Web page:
Maybe you’ve used lists before, but they haven’t benefited you. Did you know there’s a specific way to make a list so that it motivates you? Here are some tips for making lists that help you get things done.
1. Be specific. Using a basic, everyday activity as an example—don’t just write, “Clean the Kitchen.” Break this basic activity down into specific steps such as: clear the table, wipe the table, empty/fill the dishwasher, complete hand washing, sweep the floor. Once that’s completed, I can begin working on another task on my list.
2. List vertically. Notice how hard it is to read and check off the list above. So, don’t use paragraph form. When you write your list vertically, you can easily scan to see what you need to do. Write the steps in a logical order. So this is what your list might look like:
• clear the table
• wipe the table
• empty the dishwasher
• fill the dishwasher
• complete hand washing
• sweep the floor
Note: Actually, I can keep this list in my head, so I don’t need to write it down. Only write down what you can’t remember.
3. Check it off. Once you complete a task, check or cross it off. This way, you don’t need to do them in the exact order they are listed. You can use different colored ink to write and cross off, but I like to keep it simple—either blue or black ink.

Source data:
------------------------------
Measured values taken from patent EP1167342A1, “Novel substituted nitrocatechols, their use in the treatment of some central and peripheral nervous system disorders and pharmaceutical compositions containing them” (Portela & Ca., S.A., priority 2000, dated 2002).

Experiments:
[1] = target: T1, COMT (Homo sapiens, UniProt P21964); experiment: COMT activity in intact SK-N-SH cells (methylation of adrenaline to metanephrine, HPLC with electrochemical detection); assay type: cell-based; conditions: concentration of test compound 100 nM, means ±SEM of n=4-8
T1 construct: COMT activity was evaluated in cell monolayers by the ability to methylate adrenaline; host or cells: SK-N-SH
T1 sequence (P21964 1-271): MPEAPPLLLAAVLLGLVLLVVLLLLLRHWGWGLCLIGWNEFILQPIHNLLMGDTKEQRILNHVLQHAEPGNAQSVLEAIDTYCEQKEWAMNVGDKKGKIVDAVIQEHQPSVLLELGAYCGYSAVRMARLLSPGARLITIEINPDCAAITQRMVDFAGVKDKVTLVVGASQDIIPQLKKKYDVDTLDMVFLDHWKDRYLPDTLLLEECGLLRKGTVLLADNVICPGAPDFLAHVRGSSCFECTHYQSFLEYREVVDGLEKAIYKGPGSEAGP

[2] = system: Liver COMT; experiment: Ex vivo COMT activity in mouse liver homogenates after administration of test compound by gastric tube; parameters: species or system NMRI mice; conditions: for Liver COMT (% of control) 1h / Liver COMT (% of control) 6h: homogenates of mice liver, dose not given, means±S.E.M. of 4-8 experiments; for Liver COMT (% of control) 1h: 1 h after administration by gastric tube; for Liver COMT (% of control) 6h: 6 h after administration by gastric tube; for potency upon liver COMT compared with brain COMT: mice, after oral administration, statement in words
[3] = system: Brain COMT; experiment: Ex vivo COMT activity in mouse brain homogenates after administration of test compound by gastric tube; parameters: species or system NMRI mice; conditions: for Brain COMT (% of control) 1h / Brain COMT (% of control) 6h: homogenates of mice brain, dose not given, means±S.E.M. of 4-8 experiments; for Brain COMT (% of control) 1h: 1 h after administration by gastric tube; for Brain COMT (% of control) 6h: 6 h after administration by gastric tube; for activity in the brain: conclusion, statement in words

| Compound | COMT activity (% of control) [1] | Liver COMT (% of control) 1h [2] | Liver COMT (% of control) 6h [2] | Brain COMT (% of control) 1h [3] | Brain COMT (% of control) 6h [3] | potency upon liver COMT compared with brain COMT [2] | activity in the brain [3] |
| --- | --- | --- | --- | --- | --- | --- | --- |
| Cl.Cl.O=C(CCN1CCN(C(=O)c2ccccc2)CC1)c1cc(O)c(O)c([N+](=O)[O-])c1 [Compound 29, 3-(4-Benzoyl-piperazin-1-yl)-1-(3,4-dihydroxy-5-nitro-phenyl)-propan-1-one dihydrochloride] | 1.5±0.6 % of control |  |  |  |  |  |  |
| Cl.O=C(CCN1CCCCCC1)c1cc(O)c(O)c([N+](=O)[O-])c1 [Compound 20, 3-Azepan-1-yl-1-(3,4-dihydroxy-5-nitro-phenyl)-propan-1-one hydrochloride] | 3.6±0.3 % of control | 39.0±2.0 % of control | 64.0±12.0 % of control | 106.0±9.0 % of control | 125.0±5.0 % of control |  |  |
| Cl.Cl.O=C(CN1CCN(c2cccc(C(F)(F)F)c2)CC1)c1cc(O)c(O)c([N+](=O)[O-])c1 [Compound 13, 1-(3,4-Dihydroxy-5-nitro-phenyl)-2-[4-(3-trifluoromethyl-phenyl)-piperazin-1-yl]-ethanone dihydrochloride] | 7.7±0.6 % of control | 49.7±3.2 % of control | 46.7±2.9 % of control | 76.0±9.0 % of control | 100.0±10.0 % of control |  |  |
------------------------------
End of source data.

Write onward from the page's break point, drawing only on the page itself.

4. Use a notebook (or other tool). I used to make lists on scraps of paper, but they were hard to find and keep track of. Now I make my lists in a spiral notebook. That way they are all together. I date my lists, too. I can look back on them, if needed. If it’s on my list, it WILL get done. Like the photo above, you can use a frame and dry erase marker for your lists.
5. Add to your list. Did you complete a task that’s not on your list? No problem! Add it to your list and cross it off. There’s no better way of feeling productive. This type of list can be used not only for your basic housework, but also your bigger goals.
6. Have a goal. Research shows that there’s something in your brain that helps you accomplish a goal you’ve written down. That’s why you read about people who have done everything on their “bucket list,” a list of bigger goals people want to accomplish before they “kick the bucket.”
7. Break it down. While these bigger career or life goals take longer to accomplish, there is no limit to the possibilities. Just like the course assignment, break down a bigger goal into steps. For me, that big goal was getting published in a magazine. Breaking it down into steps look like this:
• Enroll in a writing course
• Observe children in my target age group
• Study the elements of writing good fiction
• Practice writing for my target age group
• Read several issues of the magazine
• Study magazine for the types of stories they publish, the tone, voice, etc.
• Write a story for the magazine
• Write a cover letter geared to magazine
• Submit story and cover letter to the magazine
• If story is rejected, write another story
Taking those necessary steps at the beginning of my career helped me reach my goal. Now, hundreds of articles and over 60 books later, I am living proof that writing specific lists helped me stay on task and succeed. So write a list that motivates you to accomplish your goals, big and small, and you’ll be on your way to making your dreams a reality!